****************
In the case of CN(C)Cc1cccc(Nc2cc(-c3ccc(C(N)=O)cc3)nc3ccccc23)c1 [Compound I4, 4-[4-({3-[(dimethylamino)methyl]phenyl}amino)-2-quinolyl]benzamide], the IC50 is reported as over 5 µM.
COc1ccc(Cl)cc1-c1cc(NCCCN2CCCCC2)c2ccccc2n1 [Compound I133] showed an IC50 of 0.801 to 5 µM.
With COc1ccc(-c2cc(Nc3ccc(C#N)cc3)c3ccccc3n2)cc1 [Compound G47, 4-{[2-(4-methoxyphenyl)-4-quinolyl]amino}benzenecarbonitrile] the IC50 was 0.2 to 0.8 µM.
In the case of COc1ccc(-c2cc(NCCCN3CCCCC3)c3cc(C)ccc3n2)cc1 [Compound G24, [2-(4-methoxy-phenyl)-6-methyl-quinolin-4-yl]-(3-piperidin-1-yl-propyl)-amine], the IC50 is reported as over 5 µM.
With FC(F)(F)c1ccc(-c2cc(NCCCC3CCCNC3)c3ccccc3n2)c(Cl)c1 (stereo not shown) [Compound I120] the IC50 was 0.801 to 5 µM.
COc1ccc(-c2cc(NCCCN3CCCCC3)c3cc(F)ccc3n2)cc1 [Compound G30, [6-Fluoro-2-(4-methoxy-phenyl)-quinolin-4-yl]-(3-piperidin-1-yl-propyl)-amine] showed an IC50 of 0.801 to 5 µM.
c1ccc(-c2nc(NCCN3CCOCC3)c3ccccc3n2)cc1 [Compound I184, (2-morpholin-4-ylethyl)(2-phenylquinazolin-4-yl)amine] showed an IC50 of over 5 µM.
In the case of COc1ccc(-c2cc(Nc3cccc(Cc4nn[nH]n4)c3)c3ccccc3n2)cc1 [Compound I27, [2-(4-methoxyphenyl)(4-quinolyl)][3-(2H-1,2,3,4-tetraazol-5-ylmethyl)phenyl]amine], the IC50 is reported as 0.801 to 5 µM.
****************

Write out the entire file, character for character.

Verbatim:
In the case of CN(C)Cc1cccc(Nc2cc(-c3ccc(C(N)=O)cc3)nc3ccccc23)c1 [Compound I4, 4-[4-({3-[(dimethylamino)methyl]phenyl}amino)-2-quinolyl]benzamide], the IC50 is reported as over 5 µM.
COc1ccc(Cl)cc1-c1cc(NCCCN2CCCCC2)c2ccccc2n1 [Compound I133] showed an IC50 of 0.801 to 5 µM.
With COc1ccc(-c2cc(Nc3ccc(C#N)cc3)c3ccccc3n2)cc1 [Compound G47, 4-{[2-(4-methoxyphenyl)-4-quinolyl]amino}benzenecarbonitrile] the IC50 was 0.2 to 0.8 µM.
In the case of COc1ccc(-c2cc(NCCCN3CCCCC3)c3cc(C)ccc3n2)cc1 [Compound G24, [2-(4-methoxy-phenyl)-6-methyl-quinolin-4-yl]-(3-piperidin-1-yl-propyl)-amine], the IC50 is reported as over 5 µM.
With FC(F)(F)c1ccc(-c2cc(NCCCC3CCCNC3)c3ccccc3n2)c(Cl)c1 (stereo not shown) [Compound I120] the IC50 was 0.801 to 5 µM.
COc1ccc(-c2cc(NCCCN3CCCCC3)c3cc(F)ccc3n2)cc1 [Compound G30, [6-Fluoro-2-(4-methoxy-phenyl)-quinolin-4-yl]-(3-piperidin-1-yl-propyl)-amine] showed an IC50 of 0.801 to 5 µM.
c1ccc(-c2nc(NCCN3CCOCC3)c3ccccc3n2)cc1 [Compound I184, (2-morpholin-4-ylethyl)(2-phenylquinazolin-4-yl)amine] showed an IC50 of over 5 µM.
In the case of COc1ccc(-c2cc(Nc3cccc(Cc4nn[nH]n4)c3)c3ccccc3n2)cc1 [Compound I27, [2-(4-methoxyphenyl)(4-quinolyl)][3-(2H-1,2,3,4-tetraazol-5-ylmethyl)phenyl]amine], the IC50 is reported as 0.801 to 5 µM.